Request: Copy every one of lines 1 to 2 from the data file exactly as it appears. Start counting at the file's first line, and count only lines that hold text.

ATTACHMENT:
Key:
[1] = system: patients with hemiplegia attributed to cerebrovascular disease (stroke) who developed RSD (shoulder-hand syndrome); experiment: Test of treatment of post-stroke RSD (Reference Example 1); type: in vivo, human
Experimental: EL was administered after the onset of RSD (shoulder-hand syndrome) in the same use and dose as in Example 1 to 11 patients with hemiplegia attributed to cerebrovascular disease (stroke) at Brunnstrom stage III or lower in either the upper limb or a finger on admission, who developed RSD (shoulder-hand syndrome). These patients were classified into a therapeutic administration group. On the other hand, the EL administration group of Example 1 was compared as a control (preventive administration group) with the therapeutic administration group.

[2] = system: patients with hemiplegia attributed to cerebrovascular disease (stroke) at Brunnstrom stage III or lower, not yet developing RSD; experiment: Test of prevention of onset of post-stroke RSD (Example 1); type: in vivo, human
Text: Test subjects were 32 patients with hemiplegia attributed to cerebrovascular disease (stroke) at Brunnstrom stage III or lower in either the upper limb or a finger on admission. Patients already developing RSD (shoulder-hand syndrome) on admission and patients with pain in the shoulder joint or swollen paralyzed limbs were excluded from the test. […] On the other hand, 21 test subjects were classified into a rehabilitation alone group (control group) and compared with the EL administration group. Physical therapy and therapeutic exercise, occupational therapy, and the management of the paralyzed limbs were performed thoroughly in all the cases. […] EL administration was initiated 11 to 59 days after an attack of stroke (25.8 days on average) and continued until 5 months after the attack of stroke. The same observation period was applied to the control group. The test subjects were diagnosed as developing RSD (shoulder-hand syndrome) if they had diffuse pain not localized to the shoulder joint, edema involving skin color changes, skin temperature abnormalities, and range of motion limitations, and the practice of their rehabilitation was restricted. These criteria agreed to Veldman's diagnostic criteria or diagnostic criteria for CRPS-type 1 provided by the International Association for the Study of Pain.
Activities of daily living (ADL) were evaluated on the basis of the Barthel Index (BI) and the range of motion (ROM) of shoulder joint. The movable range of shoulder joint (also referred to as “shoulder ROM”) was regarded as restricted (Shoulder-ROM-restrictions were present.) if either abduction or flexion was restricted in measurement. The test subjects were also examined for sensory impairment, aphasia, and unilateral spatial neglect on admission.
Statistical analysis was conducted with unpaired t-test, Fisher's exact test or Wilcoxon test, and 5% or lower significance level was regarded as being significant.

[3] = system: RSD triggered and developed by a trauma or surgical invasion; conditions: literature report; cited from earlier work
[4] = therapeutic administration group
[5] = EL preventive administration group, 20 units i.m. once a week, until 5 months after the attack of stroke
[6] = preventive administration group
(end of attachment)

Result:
Key:
[1] = system: patients with hemiplegia attributed to cerebrovascular disease (stroke) who developed RSD (shoulder-hand syndrome); experiment: Test of treatment of post-stroke RSD (Reference Example 1); type: in vivo, human